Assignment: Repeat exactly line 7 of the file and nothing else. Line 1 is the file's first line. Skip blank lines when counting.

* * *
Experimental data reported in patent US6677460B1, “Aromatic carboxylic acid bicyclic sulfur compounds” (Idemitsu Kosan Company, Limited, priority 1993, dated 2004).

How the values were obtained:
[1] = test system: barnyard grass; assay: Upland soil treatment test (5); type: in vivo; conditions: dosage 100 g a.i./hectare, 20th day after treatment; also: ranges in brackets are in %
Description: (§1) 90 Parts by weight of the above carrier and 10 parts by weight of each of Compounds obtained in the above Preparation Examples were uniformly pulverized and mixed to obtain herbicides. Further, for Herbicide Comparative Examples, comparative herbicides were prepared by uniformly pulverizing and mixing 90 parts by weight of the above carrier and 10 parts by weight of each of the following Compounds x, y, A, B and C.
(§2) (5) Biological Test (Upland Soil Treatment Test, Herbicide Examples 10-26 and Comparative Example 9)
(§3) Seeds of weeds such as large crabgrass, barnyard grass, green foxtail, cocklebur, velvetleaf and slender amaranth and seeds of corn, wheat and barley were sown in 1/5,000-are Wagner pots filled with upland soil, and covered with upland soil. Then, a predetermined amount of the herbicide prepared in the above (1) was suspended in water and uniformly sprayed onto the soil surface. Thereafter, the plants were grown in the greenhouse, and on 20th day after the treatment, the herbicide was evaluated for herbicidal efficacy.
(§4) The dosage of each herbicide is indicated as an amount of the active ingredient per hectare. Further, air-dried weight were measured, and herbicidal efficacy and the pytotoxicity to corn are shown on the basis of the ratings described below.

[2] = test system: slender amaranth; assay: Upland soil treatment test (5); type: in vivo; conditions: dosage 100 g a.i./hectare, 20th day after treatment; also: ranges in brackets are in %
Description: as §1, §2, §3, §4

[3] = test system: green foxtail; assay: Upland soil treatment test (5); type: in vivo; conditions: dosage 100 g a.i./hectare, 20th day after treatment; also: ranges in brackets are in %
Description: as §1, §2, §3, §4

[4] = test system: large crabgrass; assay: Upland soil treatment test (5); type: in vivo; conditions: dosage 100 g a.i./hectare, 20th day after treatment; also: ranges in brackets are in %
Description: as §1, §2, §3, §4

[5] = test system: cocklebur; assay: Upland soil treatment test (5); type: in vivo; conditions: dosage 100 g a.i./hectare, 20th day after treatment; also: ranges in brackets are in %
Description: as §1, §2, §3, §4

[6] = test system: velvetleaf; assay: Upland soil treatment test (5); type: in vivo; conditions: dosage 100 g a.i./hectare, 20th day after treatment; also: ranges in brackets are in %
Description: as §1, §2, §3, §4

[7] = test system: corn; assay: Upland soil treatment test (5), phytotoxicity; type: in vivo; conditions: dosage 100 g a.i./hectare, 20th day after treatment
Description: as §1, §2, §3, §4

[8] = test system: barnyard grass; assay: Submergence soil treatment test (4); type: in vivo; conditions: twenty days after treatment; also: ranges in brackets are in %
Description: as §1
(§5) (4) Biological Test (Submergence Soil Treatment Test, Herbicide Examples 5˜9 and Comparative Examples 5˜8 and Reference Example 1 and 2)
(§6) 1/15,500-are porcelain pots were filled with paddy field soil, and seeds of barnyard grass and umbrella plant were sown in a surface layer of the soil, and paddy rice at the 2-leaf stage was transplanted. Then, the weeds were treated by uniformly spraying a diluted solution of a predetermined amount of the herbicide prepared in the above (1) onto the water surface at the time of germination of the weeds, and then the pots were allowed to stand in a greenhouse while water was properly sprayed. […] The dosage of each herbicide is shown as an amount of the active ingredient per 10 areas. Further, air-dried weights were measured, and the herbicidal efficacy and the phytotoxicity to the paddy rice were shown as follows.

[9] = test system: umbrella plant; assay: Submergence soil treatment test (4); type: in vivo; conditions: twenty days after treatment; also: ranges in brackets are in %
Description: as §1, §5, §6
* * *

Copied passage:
(§4) The dosage of each herbicide is indicated as an amount of the active ingredient per hectare. Further, air-dried weight were measured, and herbicidal efficacy and the pytotoxicity to corn are shown on the basis of the ratings described below.